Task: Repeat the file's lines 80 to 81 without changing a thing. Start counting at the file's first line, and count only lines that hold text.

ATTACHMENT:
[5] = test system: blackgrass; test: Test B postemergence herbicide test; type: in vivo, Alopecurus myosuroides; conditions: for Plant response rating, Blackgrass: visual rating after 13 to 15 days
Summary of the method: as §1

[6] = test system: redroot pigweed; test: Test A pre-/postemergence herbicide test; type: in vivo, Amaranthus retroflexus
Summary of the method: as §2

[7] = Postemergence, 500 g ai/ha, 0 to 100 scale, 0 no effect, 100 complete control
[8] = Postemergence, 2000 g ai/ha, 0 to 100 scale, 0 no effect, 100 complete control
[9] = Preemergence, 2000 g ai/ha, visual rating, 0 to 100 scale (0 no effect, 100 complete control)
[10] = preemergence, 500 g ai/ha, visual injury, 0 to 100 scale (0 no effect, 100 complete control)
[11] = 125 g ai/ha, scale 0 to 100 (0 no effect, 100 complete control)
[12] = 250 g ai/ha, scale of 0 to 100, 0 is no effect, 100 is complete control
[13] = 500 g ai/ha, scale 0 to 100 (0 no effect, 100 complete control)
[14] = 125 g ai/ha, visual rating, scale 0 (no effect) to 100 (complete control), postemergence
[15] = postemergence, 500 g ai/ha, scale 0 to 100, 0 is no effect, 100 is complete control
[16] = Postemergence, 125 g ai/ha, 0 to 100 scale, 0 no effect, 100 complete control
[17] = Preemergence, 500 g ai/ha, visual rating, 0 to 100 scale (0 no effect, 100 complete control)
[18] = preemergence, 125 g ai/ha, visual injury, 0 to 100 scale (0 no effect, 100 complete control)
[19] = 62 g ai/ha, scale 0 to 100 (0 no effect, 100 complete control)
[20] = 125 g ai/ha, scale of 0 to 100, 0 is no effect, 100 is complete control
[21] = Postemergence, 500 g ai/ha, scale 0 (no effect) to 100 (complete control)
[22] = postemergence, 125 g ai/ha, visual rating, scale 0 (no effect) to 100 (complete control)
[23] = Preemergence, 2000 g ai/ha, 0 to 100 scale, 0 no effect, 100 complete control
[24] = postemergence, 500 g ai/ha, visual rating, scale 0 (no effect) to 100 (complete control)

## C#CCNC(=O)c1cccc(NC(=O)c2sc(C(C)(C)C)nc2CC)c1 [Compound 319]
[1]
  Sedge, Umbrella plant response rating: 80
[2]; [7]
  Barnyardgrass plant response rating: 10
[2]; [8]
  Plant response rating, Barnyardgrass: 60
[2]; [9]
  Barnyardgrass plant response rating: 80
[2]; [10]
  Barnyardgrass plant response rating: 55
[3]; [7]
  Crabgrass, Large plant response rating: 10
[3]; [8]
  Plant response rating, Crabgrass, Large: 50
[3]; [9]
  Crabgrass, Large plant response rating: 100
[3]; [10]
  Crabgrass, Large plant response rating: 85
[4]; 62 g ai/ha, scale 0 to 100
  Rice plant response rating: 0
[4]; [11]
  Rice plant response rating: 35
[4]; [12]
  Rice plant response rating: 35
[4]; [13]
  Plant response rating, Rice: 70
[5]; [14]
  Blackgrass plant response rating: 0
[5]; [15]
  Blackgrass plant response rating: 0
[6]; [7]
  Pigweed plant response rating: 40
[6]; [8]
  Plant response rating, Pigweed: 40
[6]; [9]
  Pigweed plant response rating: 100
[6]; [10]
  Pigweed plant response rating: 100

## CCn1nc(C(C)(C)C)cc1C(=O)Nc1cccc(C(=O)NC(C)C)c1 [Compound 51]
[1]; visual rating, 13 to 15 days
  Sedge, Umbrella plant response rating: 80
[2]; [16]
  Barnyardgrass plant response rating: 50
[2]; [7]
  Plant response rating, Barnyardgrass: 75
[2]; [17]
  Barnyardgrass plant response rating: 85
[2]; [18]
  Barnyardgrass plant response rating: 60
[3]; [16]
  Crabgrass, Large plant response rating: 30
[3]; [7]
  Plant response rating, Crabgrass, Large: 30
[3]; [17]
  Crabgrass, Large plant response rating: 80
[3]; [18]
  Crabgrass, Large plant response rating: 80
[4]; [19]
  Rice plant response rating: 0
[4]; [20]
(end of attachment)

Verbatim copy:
  Crabgrass, Large plant response rating: 80
[4]; [19]